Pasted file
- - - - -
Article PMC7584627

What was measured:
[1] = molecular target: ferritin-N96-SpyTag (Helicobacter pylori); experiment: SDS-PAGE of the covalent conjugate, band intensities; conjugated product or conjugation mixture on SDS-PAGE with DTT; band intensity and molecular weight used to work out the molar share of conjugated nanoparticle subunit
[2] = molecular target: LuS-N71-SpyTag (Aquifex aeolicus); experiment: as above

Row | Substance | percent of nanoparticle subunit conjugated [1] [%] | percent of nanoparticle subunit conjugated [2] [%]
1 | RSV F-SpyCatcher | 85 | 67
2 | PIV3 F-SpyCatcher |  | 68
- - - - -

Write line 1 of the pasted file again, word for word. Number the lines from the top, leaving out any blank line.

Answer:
Article PMC7584627